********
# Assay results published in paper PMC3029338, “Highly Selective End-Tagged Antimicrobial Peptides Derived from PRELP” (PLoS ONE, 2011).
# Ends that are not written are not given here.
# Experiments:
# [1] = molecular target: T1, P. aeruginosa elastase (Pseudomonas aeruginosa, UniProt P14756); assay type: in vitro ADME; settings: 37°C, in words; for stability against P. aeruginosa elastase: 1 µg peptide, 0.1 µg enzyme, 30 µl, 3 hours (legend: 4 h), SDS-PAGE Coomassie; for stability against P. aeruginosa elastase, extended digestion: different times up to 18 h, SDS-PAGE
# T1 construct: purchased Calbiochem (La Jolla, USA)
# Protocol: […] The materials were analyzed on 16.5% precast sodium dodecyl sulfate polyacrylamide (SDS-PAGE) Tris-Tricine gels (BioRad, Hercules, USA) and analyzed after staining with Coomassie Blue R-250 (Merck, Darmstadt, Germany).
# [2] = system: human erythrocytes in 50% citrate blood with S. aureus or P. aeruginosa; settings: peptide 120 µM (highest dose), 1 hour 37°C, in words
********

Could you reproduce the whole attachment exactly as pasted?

# Assay results published in paper PMC3029338, “Highly Selective End-Tagged Antimicrobial Peptides Derived from PRELP” (PLoS ONE, 2011).
# Ends that are not written are not given here.
# Experiments:
# [1] = molecular target: T1, P. aeruginosa elastase (Pseudomonas aeruginosa, UniProt P14756); assay type: in vitro ADME; settings: 37°C, in words; for stability against P. aeruginosa elastase: 1 µg peptide, 0.1 µg enzyme, 30 µl, 3 hours (legend: 4 h), SDS-PAGE Coomassie; for stability against P. aeruginosa elastase, extended digestion: different times up to 18 h, SDS-PAGE
# T1 construct: purchased Calbiochem (La Jolla, USA)
# Protocol: […] The materials were analyzed on 16.5% precast sodium dodecyl sulfate polyacrylamide (SDS-PAGE) Tris-Tricine gels (BioRad, Hercules, USA) and analyzed after staining with Coomassie Blue R-250 (Merck, Darmstadt, Germany).
# [2] = system: human erythrocytes in 50% citrate blood with S. aureus or P. aeruginosa; settings: peptide 120 µM (highest dose), 1 hour 37°C, in words